The name Zamboni is well known to fans of hockey and ice skating. The Zamboni resurfacing machine makes an appearance on ice rinks between the periods of a hockey game, or at intermissions for other ice sports. The unusual product was developed in an unlikely location.
In the middle of an industrial neighborhood of Paramount in southeastern Los Angeles, a small, family-owned factory makes the Zamboni, a machine that has become an intermission tradition for viewers of ice sports.
Richard Zamboni, the company president and son of founder Frank J. Zamboni, says the device has many admirers, especially among hockey fans in the northern and midwestern U.S. states, and Canada.
"Years ago, we were at an event in Toronto, and people would come up," said Richard Zamboni. "We had the old machine there, and a new one that they could get their picture taken on, and they would say, 'what part of Canada was this developed in?' And we would say,'sorry to disappoint you. It's from Southern California.' They can't believe that."
The machine's development was tied to a series of challenges in the family business. In the 1920s, Zamboni's father and uncle produced ice for the many dairies in this California neighborhood. With the advent of electric refrigerators, they joined together with a cousin and used their ice-making equipment to build an ice rink. Called Iceland, it still operates today, three blocks from the modern factory.
Zamboni faced a problem that all ice-rink owners face. As skaters used the rink, its surface became rough. The traditional method of resurfacing, using ice shovels and hoses, was slow and cumbersome. Zamboni developed a self-powered, moving machine to do the job better. The large-wheeled vehicle is run by a single driver, who sits high atop the Zamboni, and can resurface the ice in just a matter of minutes.
Rotating blades smooth the ice, as the machine cleans the debris and deposits a layer of water, which quickly freezes to leave a glassy surface.
Figure skater Sonja Henie bought two early Zamboni resurfacing machines, and as she traveled around the country in the 1950s, ice arena owners were amazed at what they saw, and placed orders themselves. The firm gained international notice when it provided six machines for the 1960 Winter Olympics at Squaw Valley, California.
Today, there are competing machines, but none has the flair, or famous name, of the original Zamboni. Richard Zamboni says the company has at least half of the ice-rink market worldwide, and most of the market in North America.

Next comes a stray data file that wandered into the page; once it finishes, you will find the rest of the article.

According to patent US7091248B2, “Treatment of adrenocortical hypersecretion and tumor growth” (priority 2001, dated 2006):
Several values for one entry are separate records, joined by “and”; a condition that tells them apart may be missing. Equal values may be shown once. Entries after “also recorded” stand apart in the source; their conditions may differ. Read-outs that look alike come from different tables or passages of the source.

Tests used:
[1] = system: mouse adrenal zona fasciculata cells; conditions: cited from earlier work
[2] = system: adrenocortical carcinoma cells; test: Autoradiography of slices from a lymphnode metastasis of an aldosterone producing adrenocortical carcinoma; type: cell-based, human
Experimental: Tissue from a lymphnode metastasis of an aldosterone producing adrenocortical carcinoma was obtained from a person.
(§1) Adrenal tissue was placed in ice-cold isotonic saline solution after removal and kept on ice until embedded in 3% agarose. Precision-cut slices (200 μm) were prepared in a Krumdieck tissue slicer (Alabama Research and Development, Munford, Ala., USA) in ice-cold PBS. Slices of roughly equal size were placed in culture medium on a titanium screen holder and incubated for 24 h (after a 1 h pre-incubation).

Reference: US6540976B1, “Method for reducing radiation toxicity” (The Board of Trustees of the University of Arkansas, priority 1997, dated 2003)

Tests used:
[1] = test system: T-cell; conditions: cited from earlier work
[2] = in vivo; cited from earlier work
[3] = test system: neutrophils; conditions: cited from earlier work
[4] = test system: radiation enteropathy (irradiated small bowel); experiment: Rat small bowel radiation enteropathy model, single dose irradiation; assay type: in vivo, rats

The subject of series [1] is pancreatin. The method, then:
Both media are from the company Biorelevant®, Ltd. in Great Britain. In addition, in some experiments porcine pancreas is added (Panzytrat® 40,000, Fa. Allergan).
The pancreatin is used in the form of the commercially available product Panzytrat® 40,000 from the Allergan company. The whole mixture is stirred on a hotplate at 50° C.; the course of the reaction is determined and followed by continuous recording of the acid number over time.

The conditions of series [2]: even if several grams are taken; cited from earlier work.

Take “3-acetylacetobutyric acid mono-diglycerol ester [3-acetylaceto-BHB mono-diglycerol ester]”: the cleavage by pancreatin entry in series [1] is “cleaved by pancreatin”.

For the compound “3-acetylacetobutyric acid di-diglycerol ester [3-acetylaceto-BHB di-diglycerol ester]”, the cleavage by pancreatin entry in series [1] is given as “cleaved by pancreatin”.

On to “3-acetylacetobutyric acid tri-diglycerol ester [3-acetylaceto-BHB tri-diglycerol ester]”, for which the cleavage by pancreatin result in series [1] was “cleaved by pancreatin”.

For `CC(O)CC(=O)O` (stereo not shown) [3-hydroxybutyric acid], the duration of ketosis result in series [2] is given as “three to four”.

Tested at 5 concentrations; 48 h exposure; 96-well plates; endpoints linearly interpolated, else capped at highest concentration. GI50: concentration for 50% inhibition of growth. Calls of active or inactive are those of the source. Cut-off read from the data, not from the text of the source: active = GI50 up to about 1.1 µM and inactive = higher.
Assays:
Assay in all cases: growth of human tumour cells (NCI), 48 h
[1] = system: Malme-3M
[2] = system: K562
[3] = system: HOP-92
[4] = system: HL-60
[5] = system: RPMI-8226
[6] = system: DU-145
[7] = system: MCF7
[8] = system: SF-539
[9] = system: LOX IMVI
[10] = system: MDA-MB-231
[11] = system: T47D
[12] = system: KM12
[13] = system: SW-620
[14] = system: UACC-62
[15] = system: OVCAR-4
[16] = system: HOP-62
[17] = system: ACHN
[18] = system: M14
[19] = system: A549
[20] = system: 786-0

"It's a bit difficult to get exact numbers on that, but we know what we put out, and we try to track what the competitors are doing," he said. "And, generally, we're the people. At least, our name is out there, people know us, they come to us. Maybe some, they'll try somebody else's machine for a while, but we've been very fortunate, so many come back to us. And we feel we're got a majority of the share around the world."
He says the people he meets are sometimes surprised to learn that his name is Zamboni.
"You know, at trade shows, I'm always fascinated," said Richard Zamboni. "They say, 'oh, I didn't know that was a family name.' Of course, we kiddingly say, 'our name used to be Smith, but we changed it, because it sounds so good and the name is getting popular.'"
In reality, the Italian-American family has gained an unusual kind of fame with a specialized product. At trade shows and exhibitions, fans are full of questions.
"People like to get their picture taken on the machine," he said. "The ladies at these shows, they say, 'gee, I'd like to drive one of those things.' So it's fun, and we get a kick out of it that they even recognize the name and keep it as a positive memory in their minds."
A separate part of the business involves product licensing, so the famous family name, which is a registered trademark, appears on caps and T-shirts. The company also licenses tiny model ice resurfacing machines, and many were distributed in a recent promotion with McDonald's fast-food outlets in Canada.
Mr. Zamboni's father, Frank, died in 1988, but the family factory and skating rink keep Richard Zamboni busy. His oldest son, who, like the company founder, is also named Frank, runs a second Zamboni plant near Toronto, Canada.
Visitors to the family ice rink in Paramount, California, can see the earliest model of the resurfacing machine, built in 1949, as well as a modern Zamboni, which smoothes the ice to a shimmering surface.